COLUMBUS, Ohio (WCMH) — As the race for Ohio’s open U.S. Senate seat remains close to a dead heat, the candidates continue to pound pavement across Ohio, hoping to pick up as many supporters as they can.
At campaign events in Franklin County Wednesday, both Republican candidate JD Vance and Democratic candidate Rep. Tim Ryan told NBC4 that their focus in these last three weeks before the election is to get voters to spread their messages as they double down on key issues.
Ryan, who has spent much of his campaign focusing on energy and climate change, discussed his goal to usher in younger politicians to replace longstanding and aging incumbents.
“This is an opportunity for us as a state to send a signal to the rest of the country that we are prepared to be leaders,” Ryan said at a campaign event with several dozen students at Ohio State University.
Ryan also reaffirmed his commitment to bipartisanship, aligning himself with Ohioans, he said, over political party or ideology. He said compromise and working across the aisle is something Ohioans can’t count on Vance to do.
“With me, they’re going to have a straight shooter, somebody who tells them the truth and they’re going to have somebody who works in their best interest,” Ryan said. “That may not always be a Democratic proposal, it may be a Republican proposal. I’ll help with that if I think it’s in the best interest of the state.”
While Ryan refers to himself as part of a younger generation setting its stake in Congress, Vance, a first-time candidate for any elected office, said Ryan has had plenty of time to make the changes he’s proposed.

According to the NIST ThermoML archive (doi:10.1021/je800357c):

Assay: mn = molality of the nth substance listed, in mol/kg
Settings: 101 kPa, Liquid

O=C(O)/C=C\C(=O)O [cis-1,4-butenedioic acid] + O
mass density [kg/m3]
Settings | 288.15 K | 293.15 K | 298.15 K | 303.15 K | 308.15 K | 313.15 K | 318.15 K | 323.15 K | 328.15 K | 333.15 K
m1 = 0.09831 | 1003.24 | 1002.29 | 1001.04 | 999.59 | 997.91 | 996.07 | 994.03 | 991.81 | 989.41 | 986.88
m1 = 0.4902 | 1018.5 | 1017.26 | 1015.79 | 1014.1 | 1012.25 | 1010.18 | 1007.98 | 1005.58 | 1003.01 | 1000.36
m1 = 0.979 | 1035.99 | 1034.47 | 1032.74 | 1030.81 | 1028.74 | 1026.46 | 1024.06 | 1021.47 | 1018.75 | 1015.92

“The final argument I’m making down the stretch here is Tim Ryan had his chance,” Vance said. “Joe Biden and Nancy Pelosi have had their chance, and it just hasn’t worked.”
At the Franklin County GOP headquarters, campaigning with Sens. Tim Scott (R-South Carolina) and Tom Cotton (R-Arkansas), Vance said if elected, he will ‘take the country in a different direction.’ Among Vance’s top priorities are border security and inflation reduction.
He also doubled down on his stance that more needs to be done to support law enforcement.
“If you want streets to be safer again, you have to empower the cops to do the job and to do it well,” Vance said. “Right now, they don’t feel like they have that and we’re all suffering the consequences.”
The race between Vance and Ryan in Ohio could help decide which party holds the majority in the U.S. Senate come Nov. 8.